That's a very kind and understated title given the actual findings of the studies.
"...two new studies have found something unexpected. [Poor urban neighborhoods, called 'Food Deserts'] not only have more fast food restaurants and convenience stores than more affluent ones, but more grocery stores, supermarkets and full-service restaurants, too. And there is no relationship between the type of food being sold in a neighborhood and obesity among its children and adolescents.There's great food available in poor urban neighborhoods. That means if we'd like to help with childhood obesity, we should be teaching poor urban parents about healthy choices and preparing the fresh, healthy food that is abundantly available to them. Both of those goals are admirable, and not a function of government.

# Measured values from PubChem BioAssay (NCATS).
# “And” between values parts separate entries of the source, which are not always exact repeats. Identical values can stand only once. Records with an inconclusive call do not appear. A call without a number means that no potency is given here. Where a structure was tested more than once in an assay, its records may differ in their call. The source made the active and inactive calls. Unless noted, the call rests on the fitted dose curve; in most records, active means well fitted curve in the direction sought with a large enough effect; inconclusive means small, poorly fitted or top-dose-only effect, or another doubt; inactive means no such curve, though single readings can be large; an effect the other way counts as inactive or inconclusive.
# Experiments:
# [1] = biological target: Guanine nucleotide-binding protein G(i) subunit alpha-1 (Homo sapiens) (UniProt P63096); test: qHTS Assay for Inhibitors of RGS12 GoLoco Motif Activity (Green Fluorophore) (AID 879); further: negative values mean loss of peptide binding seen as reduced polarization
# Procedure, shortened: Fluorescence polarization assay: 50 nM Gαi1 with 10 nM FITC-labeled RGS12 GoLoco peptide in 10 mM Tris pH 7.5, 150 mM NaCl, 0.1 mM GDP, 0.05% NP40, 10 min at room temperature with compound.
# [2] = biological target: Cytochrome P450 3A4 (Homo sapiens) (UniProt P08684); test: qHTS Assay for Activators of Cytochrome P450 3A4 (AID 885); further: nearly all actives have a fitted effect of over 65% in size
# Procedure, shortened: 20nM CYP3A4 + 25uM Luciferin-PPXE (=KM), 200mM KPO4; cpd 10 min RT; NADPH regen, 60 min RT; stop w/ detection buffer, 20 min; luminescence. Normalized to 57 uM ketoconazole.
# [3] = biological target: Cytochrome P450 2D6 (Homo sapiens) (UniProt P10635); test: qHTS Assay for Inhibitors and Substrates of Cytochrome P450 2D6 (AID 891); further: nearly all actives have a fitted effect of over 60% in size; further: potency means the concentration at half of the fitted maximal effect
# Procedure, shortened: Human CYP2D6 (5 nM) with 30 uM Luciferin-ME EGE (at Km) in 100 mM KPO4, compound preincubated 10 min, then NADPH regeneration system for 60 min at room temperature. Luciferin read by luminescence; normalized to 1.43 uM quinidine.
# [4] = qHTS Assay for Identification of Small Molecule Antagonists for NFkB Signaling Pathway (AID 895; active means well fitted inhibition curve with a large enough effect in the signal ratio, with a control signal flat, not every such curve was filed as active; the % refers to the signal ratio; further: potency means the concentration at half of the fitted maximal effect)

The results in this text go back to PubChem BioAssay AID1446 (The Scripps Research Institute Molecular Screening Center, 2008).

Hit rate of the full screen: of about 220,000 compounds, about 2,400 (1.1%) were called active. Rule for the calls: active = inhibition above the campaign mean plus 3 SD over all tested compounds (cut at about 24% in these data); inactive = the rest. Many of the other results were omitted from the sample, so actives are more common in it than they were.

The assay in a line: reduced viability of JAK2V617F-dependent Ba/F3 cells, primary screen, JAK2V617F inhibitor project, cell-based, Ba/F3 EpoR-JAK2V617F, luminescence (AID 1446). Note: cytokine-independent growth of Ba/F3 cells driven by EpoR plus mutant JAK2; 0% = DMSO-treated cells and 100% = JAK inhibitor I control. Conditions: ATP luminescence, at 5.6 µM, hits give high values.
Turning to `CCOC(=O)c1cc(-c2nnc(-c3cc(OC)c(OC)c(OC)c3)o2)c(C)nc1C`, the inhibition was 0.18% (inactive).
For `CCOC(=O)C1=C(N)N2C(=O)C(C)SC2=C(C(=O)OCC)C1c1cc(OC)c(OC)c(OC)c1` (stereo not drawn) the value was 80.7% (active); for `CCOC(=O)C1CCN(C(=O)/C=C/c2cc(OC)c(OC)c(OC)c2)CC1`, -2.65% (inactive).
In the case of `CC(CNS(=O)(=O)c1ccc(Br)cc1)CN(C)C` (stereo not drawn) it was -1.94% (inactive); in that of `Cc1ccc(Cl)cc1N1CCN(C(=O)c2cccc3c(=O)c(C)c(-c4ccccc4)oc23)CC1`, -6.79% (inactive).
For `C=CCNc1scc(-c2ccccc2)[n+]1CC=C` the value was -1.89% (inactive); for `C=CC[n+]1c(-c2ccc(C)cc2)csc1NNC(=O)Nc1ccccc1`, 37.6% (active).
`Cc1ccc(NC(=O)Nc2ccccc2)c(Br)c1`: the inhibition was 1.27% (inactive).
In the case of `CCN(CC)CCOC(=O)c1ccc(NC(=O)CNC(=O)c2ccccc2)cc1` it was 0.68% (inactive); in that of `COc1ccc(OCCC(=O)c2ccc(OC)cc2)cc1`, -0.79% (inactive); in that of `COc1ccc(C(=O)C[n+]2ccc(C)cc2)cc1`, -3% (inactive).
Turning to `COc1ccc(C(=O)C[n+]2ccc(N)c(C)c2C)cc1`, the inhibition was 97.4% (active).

"Within a couple of miles of almost any urban neighborhood, 'you can get basically any type of food,' said Roland Sturm of the RAND Corporation, lead author of one of the studies. 'Maybe we should call it a food swamp rather than a desert,' he said."